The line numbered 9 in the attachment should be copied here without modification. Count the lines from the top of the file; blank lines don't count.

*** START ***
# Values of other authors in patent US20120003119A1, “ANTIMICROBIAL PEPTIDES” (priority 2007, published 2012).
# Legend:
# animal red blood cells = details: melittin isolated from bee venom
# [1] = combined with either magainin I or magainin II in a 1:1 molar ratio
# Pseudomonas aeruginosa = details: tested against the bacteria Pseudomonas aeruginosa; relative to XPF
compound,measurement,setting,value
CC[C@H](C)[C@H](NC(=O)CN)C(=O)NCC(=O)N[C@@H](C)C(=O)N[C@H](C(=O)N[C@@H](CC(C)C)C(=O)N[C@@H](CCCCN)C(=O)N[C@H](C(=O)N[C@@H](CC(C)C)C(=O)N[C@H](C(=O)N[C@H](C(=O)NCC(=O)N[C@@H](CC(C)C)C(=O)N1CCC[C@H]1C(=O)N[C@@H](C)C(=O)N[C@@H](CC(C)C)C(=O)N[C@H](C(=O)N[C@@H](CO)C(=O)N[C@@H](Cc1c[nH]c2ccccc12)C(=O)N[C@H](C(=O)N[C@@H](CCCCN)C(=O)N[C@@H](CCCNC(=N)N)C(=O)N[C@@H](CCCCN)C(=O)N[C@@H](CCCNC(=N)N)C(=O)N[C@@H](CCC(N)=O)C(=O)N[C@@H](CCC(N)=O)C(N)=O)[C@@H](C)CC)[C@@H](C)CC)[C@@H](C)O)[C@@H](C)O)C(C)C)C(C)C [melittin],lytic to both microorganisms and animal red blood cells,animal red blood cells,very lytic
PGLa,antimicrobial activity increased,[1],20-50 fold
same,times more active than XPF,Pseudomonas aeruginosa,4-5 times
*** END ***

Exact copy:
same,times more active than XPF,Pseudomonas aeruginosa,4-5 times